We prove that finding a Nash equilibrium of a game is hard, assuming the existence of indistinguishability obfuscation and injective one-way functions with sub-exponential hardness. We do so by showing how these cryptographic primitives give rise to a hard computational problem that lies in the complexity class PPAD, for which finding Nash equilibrium is known to be complete.Previous proposals for basing PPAD-hardness on program obfuscation considered a strong \"virtual black-box\" notion that is subject to severe limitations and is unlikely to be realizable for the programs in question. In contrast, for indistinguishability obfuscation no such limitations are known, and recently, several candidate constructions of indistinguishability obfuscation were suggested based on different hardness assumptions on multilinear maps.

Our result provides further evidence of the intractability of finding a Nash equilibrium, one that is extrinsic to the evidence presented so far.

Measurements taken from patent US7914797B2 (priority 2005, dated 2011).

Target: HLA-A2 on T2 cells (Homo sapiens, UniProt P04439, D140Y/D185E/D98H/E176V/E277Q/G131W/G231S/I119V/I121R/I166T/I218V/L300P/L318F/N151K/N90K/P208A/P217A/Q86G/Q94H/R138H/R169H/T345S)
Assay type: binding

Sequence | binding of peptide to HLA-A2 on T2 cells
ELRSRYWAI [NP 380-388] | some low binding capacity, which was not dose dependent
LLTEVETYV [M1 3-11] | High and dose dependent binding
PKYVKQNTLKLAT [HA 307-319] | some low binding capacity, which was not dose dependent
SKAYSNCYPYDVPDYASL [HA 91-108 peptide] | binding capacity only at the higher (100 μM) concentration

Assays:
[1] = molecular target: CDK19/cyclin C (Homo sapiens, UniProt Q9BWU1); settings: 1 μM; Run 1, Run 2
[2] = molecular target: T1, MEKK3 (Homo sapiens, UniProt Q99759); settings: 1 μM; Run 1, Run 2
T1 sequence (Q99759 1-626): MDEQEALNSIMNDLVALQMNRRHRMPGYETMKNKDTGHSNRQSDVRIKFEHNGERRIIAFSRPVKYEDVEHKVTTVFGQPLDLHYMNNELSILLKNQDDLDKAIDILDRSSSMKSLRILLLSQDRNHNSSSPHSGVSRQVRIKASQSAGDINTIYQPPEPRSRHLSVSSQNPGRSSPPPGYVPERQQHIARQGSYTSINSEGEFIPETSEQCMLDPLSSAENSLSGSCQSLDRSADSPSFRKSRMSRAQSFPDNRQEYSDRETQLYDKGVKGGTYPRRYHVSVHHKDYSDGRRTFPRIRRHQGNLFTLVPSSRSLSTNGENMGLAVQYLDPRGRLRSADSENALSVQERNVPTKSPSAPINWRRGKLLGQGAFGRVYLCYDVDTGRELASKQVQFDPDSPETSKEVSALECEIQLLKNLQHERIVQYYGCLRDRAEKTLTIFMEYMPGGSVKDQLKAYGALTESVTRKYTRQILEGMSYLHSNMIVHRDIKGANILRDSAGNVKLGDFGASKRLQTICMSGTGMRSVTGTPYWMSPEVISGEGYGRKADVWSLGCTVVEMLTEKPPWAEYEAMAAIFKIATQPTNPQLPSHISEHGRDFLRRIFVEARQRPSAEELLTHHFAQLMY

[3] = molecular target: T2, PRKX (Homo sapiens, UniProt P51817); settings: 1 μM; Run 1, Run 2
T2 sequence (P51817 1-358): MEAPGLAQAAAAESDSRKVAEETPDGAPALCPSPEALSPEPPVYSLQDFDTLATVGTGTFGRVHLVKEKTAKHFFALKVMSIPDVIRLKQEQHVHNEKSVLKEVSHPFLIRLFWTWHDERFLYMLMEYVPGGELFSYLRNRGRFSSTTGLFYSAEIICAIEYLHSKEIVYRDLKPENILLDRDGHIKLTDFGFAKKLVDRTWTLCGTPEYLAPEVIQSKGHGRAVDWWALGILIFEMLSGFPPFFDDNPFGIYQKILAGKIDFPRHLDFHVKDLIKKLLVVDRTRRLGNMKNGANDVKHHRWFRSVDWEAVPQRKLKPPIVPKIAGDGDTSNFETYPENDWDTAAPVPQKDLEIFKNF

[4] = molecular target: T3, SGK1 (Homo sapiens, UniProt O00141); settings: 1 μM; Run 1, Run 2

*13:17* [Pub][ePrint]
How to Generate Repeatable Keys Using Physical Unclonable Functions Correcting PUF Errors with Iteratively Broadening and Prioritized Search, by Nathan E. Price and Alan T. Sherman
We present an algorithm for repeatably generating keys using entropy from a Physical Unclonable Function (PUF). PUFs are logically identical physical constructs with Challenge-Response Pairs (CRPs) unique to each device. Applications include initialization of server keys and encryption of FPGA configuration bitstreams. One problem with PUFs is response errors. Our algorithm corrects PUF errors that inhibit key repeatability.Our approach uses a PUF to generate an error-free PUF value in three steps. First, we repeatedly sample the PUF to determine the most likely value. Second, we apply an iteratively-broadening search to search up to some number of bit errors (in our experiments we use two). Third, we apply exhaustive search until the correct value is found or failure is declared. The searches are prioritized by the known bit error rates in decreasing magnitude. We assume the application includes a test for the correct value (e.g., some matching plaintext-ciphertext pairs).